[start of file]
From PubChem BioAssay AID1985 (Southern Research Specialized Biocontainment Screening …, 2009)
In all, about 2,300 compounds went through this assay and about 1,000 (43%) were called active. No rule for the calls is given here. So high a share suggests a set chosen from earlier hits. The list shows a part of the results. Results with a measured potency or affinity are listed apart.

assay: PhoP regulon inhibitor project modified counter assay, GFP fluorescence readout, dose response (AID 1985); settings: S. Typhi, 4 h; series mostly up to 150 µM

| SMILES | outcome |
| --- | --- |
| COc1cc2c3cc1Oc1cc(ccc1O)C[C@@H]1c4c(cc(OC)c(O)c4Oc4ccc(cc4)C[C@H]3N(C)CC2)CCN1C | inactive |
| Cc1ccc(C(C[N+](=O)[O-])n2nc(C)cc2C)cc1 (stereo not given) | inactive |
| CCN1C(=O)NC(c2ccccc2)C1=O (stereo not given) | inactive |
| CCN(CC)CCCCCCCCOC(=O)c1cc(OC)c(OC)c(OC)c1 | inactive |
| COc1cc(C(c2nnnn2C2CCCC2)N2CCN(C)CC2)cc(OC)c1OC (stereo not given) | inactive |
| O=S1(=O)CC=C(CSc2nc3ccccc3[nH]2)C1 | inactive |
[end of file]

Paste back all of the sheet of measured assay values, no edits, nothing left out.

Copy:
From PubChem BioAssay AID1985 (Southern Research Specialized Biocontainment Screening …, 2009)
In all, about 2,300 compounds went through this assay and about 1,000 (43%) were called active. No rule for the calls is given here. So high a share suggests a set chosen from earlier hits. The list shows a part of the results. Results with a measured potency or affinity are listed apart.

assay: PhoP regulon inhibitor project modified counter assay, GFP fluorescence readout, dose response (AID 1985); settings: S. Typhi, 4 h; series mostly up to 150 µM

| SMILES | outcome |
| --- | --- |
| COc1cc2c3cc1Oc1cc(ccc1O)C[C@@H]1c4c(cc(OC)c(O)c4Oc4ccc(cc4)C[C@H]3N(C)CC2)CCN1C | inactive |
| Cc1ccc(C(C[N+](=O)[O-])n2nc(C)cc2C)cc1 (stereo not given) | inactive |
| CCN1C(=O)NC(c2ccccc2)C1=O (stereo not given) | inactive |
| CCN(CC)CCCCCCCCOC(=O)c1cc(OC)c(OC)c(OC)c1 | inactive |
| COc1cc(C(c2nnnn2C2CCCC2)N2CCN(C)CC2)cc(OC)c1OC (stereo not given) | inactive |
| O=S1(=O)CC=C(CSc2nc3ccccc3[nH]2)C1 | inactive |